No extension to POPI Act grace period, says info regulator

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Advocate Pansy Tlakula, chairperson of the Information Regulator.
Advocate Pansy Tlakula, chairperson of the Information Regulator.

The one-year grace period given to South African organisations to comply with the Protection of Personal Information Act (POPIA) will not be extended.

So said advocate Pansy Tlakula, chairperson of the Information Regulator, in an e-mail interview with ITWeb.

According to Tlakula, the Information Regulator is in the process of making final preparations for SA’s data privacy law that is set to kick in on 1 July.

Since 2013, SA’s data protection law – POPIA – has been put into operation incrementally, with a number of sections of the Act having been implemented in April 2014.

On 1 July 2020, the Act as a whole came into effect. However, local companies were given a one-year grace period to comply with the law.

The purpose of the legislation is to ensure all South African institutions conduct themselves in a responsible manner when collecting, processing, storing and sharing another entity’s personal information, by holding them accountable should they abuse or compromise personal information in any way.

Businesses that don't comply with POPIA, regardless of whether it’s intentional or accidental, can face severe penalties. The Act makes provision for fines of up to R10 million and a jail sentence of up to 10 years, depending on the seriousness of the breach.

“The grace period provided for in section 114(1) of POPIA will come to an end on 1 July 2021 and this period will not be extended,” says Tlakula.

She adds that responsible parties (organisations) are required to comply with the provisions of Chapter 3 of POPIA, which contains the conditions for the lawful processing of personal information.

“We do not intend to repeat what is stated in the Act; however, in a nutshell, responsible parties must ensure a compliance framework is developed, implemented, monitored and maintained.

“A personal information impact assessment must also be done to ensure adequate measures and standards exist in order to comply with the conditions for the lawful processing of personal information.”

She also points out that a manual must be developed, monitored, maintained and made available as prescribed in sections 14 and 51 of the Promotion of Access to Information Act, 2000 (Act No 2 of 2000), while internal measures are developed together with adequate systems to process requests for information or access thereto.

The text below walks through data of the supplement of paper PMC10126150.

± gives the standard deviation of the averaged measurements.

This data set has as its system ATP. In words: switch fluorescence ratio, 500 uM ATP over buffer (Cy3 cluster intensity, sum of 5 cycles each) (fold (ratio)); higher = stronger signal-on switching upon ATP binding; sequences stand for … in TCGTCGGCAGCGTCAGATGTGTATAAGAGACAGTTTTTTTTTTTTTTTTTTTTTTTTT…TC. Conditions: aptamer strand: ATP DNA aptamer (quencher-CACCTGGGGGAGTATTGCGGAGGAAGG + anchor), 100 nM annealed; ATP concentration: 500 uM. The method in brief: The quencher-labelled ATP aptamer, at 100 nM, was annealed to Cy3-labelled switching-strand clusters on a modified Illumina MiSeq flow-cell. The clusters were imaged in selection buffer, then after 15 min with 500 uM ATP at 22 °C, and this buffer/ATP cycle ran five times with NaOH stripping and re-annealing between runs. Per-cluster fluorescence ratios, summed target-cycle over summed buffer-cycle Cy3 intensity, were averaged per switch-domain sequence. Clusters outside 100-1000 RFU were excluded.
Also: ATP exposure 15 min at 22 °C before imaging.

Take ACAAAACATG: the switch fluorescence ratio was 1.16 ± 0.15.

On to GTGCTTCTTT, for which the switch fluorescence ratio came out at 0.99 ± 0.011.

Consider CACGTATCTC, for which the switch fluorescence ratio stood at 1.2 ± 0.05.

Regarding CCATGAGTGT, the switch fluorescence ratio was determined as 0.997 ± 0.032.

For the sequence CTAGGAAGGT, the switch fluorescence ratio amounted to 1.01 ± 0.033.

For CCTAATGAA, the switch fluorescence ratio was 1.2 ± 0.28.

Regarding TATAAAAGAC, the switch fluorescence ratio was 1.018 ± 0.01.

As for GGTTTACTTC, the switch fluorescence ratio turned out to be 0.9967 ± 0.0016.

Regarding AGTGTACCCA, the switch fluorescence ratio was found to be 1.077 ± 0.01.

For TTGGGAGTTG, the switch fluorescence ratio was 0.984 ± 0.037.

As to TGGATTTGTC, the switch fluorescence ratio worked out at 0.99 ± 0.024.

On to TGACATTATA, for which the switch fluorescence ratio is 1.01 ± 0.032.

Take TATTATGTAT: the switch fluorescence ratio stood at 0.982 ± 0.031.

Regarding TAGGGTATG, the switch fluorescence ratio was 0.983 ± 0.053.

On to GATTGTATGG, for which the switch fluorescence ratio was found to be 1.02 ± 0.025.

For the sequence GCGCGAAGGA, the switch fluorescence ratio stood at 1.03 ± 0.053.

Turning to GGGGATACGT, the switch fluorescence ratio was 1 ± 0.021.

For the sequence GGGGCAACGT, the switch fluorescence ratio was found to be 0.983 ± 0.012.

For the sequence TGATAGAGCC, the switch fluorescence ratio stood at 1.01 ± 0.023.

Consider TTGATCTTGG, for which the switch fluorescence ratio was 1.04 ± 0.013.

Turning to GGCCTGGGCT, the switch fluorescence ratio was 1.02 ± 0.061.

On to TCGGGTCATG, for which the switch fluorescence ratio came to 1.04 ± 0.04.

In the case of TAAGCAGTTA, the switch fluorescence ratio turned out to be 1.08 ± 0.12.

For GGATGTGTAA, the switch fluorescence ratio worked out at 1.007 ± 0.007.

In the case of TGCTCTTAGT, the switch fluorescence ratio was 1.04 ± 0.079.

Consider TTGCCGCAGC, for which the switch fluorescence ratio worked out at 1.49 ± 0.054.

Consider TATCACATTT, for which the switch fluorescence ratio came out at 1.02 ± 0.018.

The regulator also urges organisations to have in place internal awareness sessions regarding the provisions of the Act, regulations made in terms of the Act, codes of conduct, or information obtained from the regulator; and where necessary, authorisation or exemptions are obtained from the regulator prior to 1 July 2021.

Law firm Webber Wentzel explains that POPIA allows the Information Regulator to grant an exemption from certain conditions for processing personal information in certain circumstances.

It notes the Information Regulator may grant an exemption to a responsible party to process personal information (even if the processing breaches one of the eight conditions for lawful processing contained in POPIA) if the regulator is satisfied that the public interest outweighs any interference with the privacy of the data subject, or the processing involves a clear benefit to the data subject or a third-party, and that benefit outweighs any interference with the privacy of the data subject.

“Personal information processed to discharge a relevant function is exempt from certain provisions of POPIA, to the extent that applying those provisions would be likely to prejudice the proper discharge of that function,” says Webber Wentzel.

“An example of a relevant function is where an organisation processes personal information to protect members of the public against financial loss caused by the dishonesty, malpractice, or improper conduct of certain corporate or professional bodies,” it adds.

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